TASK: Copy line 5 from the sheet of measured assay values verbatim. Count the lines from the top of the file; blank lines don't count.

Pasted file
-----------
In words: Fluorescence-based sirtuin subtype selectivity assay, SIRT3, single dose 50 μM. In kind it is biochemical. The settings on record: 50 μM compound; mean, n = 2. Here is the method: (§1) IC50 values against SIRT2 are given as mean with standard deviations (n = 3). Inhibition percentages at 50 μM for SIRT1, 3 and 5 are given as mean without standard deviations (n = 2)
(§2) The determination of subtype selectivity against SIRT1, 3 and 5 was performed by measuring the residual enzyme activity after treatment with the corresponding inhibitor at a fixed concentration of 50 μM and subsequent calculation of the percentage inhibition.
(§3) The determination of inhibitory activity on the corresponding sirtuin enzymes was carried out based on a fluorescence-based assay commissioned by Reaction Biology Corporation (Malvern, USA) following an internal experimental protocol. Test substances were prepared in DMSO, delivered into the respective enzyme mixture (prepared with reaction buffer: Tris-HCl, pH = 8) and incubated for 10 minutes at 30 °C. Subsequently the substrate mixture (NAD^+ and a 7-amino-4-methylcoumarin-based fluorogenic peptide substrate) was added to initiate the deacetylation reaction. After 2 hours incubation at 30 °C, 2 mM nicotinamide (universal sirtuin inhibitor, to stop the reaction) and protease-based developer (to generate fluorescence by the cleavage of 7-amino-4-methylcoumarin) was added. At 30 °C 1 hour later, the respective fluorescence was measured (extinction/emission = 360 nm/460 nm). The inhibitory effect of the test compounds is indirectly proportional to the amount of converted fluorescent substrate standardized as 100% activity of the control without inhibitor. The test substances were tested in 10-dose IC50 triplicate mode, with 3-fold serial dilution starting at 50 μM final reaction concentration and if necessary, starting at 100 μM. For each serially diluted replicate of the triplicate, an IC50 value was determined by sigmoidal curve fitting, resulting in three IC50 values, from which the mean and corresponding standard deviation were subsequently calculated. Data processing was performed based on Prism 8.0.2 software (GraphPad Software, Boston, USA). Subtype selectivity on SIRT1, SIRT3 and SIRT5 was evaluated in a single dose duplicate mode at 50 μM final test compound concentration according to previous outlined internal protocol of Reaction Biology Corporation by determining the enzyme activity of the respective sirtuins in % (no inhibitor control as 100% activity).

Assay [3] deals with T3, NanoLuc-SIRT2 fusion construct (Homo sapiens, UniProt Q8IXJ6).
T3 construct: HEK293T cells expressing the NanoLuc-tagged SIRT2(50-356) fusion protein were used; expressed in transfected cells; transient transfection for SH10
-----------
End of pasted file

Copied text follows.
T3 construct: HEK293T cells expressing the NanoLuc-tagged SIRT2(50-356) fusion protein were used; expressed in transfected cells; transient transfection for SH10